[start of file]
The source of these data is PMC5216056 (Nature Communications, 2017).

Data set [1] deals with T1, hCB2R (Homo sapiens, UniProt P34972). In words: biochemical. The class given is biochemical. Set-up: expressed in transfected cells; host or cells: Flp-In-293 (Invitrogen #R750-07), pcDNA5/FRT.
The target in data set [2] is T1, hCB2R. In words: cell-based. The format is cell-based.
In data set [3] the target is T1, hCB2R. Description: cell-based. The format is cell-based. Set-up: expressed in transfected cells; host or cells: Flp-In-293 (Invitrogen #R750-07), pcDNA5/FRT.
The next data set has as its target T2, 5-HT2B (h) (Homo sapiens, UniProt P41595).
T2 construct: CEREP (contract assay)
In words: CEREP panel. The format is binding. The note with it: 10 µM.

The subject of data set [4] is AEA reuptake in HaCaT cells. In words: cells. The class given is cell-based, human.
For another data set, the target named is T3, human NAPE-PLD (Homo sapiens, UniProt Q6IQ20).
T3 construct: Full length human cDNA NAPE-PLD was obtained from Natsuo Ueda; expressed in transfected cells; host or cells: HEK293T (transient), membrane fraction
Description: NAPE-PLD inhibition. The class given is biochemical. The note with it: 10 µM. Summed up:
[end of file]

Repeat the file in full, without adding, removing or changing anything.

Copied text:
The source of these data is PMC5216056 (Nature Communications, 2017).

Data set [1] deals with T1, hCB2R (Homo sapiens, UniProt P34972). In words: biochemical. The class given is biochemical. Set-up: expressed in transfected cells; host or cells: Flp-In-293 (Invitrogen #R750-07), pcDNA5/FRT.
The target in data set [2] is T1, hCB2R. In words: cell-based. The format is cell-based.
In data set [3] the target is T1, hCB2R. Description: cell-based. The format is cell-based. Set-up: expressed in transfected cells; host or cells: Flp-In-293 (Invitrogen #R750-07), pcDNA5/FRT.
The next data set has as its target T2, 5-HT2B (h) (Homo sapiens, UniProt P41595).
T2 construct: CEREP (contract assay)
In words: CEREP panel. The format is binding. The note with it: 10 µM.

The subject of data set [4] is AEA reuptake in HaCaT cells. In words: cells. The class given is cell-based, human.
For another data set, the target named is T3, human NAPE-PLD (Homo sapiens, UniProt Q6IQ20).
T3 construct: Full length human cDNA NAPE-PLD was obtained from Natsuo Ueda; expressed in transfected cells; host or cells: HEK293T (transient), membrane fraction
Description: NAPE-PLD inhibition. The class given is biochemical. The note with it: 10 µM. Summed up: